Jacksonville introduces Colts to Rock Bottom, USA
INDIANAPOLIS, Ind. – For those wondering what Rock Bottom, USA looks like, cue up video of Colts vs. Jaguars.
Watch at your own risk.
With their season already hanging by a thread, the Indianapolis Colts might have seen that thread snap and their season careen over the cliff Sunday at Lucas Oil Stadium.
Think of Wile E. Coyete and the puff of smoke at the bottom of the mountain.
Jacksonville 27, Colts 0.
And don’t kid yourself, it wasn’t that close and certainly wasn’t competitive.
At a loss to explain the listless, all-inclusive ineffectiveness, veteran safety Darius Butler turned philosophical.
“It’s football, man,’’ he said. “There’s a lot of parallels in football and life. Sometimes you get knocked on your ass and you’ve got to get up. You have no choice.
“You get fired, you’ve got to get up and go find a way to eat. That’s what it is. We’ve got to find a way to eat.’’
The “fired’’ comment wasn’t aimed at anyone in particular, but how much longer will that be the case?
Owner Jim Irsay has never fired a head coach during a season, and besides, that rarely achieves the desired results. One line of thinking has been it would take an embarrassing moment – or two – for Irsay to deviate and relieve Chuck Pagano of his duties.
At its essence, coming out with zero passion and getting worked over by the Jaguars – at home and with the season essentially hanging in the balance – is the definition of an embarrassment.
Not surprisingly, Pagano shouldered the blame for what was certainly the worst performance of the season – that’s including the opening 37-point loss to the Rams – and one of the worst in recent memory.
“Wasn’t much of anything that we did well today and that falls on me,’’ he said. “It comes back to preparation and execution. This is a tough one.
“Ten sacks I think we gave up. Couldn’t protect. Couldn’t stop them. Couldn’t get off the field on third down. Didn’t play well in the red area. Gave up big plays. There’s a lot to fix.’’
But is any of it fixable? By all accounts, neither Pagano nor his staff came up with any answers during the week of preparation and had the players ready to play. That’s on the coaches.
As for the players, only three could exit Lucas Oil Stadium and insist they had done nothing to contribute to the fiasco: kicker Adam Vinatieri, backup quarterback Scott Tolzien and backup offensive lineman Kyle Kalis.
They didn’t play.
Everyone else could be questioned for aiding and abetting a crime against football.
The loss dropped the Colts to 2-5, last in the AFC South. Ahead are road tests at Cincinnati and Houston before a Nov. 12 meeting with the Pittsburgh Steelers in Lucas Oil Stadium.
That certainly looks like 2-8 heading into the bye.
Butler was asked if Sunday represented rock bottom for the franchise.
“This is bad,’’ he said. “It’s pretty bad.
“Every team has good players. At any point if you come out flat and you do those things, what happened today can happen.’’
The Colts got nothing done on offense, other than test the durability of quarterback Jacoby Brissett. He was sacked 10 times, the second-most allowed in the team’s 65-year history, and the offense suffered its first regular-season shutout in 24 years.
Brissett passed for 200 yards when he wasn’t picking himself off the turf. After enduring a one-catch, four-target game at Tennessee Monday night, T.Y. Hilton finished with two catches and 27 yards on eight targets.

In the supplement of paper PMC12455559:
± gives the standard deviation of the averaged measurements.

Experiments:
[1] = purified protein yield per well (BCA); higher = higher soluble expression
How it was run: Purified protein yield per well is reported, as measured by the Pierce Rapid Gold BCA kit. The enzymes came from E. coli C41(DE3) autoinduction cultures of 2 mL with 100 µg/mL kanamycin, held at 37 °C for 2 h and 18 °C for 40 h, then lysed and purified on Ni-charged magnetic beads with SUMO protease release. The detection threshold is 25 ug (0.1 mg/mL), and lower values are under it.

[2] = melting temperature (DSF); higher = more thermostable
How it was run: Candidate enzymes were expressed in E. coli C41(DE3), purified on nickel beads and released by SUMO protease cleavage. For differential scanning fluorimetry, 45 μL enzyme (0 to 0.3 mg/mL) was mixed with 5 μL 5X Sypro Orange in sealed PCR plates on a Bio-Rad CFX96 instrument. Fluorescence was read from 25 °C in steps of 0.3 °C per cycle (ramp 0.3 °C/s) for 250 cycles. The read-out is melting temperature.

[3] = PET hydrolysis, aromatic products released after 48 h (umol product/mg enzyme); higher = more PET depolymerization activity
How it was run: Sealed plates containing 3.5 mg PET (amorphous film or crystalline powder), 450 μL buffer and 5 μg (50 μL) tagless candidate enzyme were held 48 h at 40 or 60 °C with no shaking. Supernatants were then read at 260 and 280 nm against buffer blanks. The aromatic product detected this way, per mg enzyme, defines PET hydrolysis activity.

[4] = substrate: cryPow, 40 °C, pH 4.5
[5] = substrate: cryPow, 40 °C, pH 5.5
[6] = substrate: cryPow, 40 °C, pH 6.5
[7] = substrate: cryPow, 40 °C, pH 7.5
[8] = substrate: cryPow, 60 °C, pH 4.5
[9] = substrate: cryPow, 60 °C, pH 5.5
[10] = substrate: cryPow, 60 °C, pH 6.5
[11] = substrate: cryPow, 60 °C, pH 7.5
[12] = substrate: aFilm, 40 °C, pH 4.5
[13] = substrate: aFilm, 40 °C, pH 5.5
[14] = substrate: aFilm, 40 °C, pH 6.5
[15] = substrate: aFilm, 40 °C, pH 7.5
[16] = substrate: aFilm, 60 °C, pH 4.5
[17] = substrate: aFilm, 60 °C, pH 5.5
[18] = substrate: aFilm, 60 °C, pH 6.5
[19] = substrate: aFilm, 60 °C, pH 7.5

He also undoubtedly raised eyebrows among management with a post-game comment blaming the offensive line for the lack of productivity.
“We’ve got to take some pride up front and block for (Brissett),’’ Hilton said.
The defense? Where to start? The Jaguars finished with 518 yards despite easing up in the second half and put the game away by scoring on its first four first-half possessions – two touchdowns, two Josh Lambo field goals for a 20-0 halftime lead. Blake Bortles passed for 330 yards, one touchdown and a 124.7 rating.
And they were without rookie running back Leonard Fournette, without question their best offensive player who missed the game with an ankle injury. T.J Yeldon filled in nicely with 122 yards on nine carries.
Jacksonville averaged a ridiculous 8 yards per play on offense and converted 8-of-14 times on third down. It’s worth questioning the want-to of the defense considering the Jaguars rattled off six plays that gained at least 24 yards, including four of at least 45. Yeldon gutted the Colts with a 58-yard TD run and Bortles’ pitch-and-catch afternoon included a 52-yard completion to rookie Keelan Cole and a 50-yarder to Allen Hurns.
The Colts had offered resistance in the first half of their last five games, holding the lead four times and sharing the lead in the other, before fading badly.
Sunday, they didn’t wait until the third quarter. At the half, they trailed 20-0 and had been outgained in total yards 342-72.
“It’s on me,’’ Pagano said, insisting on shouldering the blame and probably aware the weight is only going to increase. “I didn’t have them ready to play. Period.’’
“I don’t know,’’ he said. “I obviously didn’t. There was nothing that we did well.’’
The end result was familiar to so many others since Pagano’s arrival in 2012. The Colts have now lost 16 games by at least 17 points since ’12, including 10 by at least 27.
The question again was raised in the locker room: Is this a low point?
“Yeah, like you said, we’ve kind of had those in the past, thinking back,’’ veteran tight end Jack Doyle said. “Just a tough deal. We got the guys that aren’t going to give up, that are going to stay together and I know that.’’
Center Ryan Kelly, who missed the second half with a hamstring injury, conceded it wasn’t “fun to be a part of that. It’s a pretty sour taste in your mouth, and it’s something you learn from.
You can follow Mike Chappell on Twitter at @mchappell51.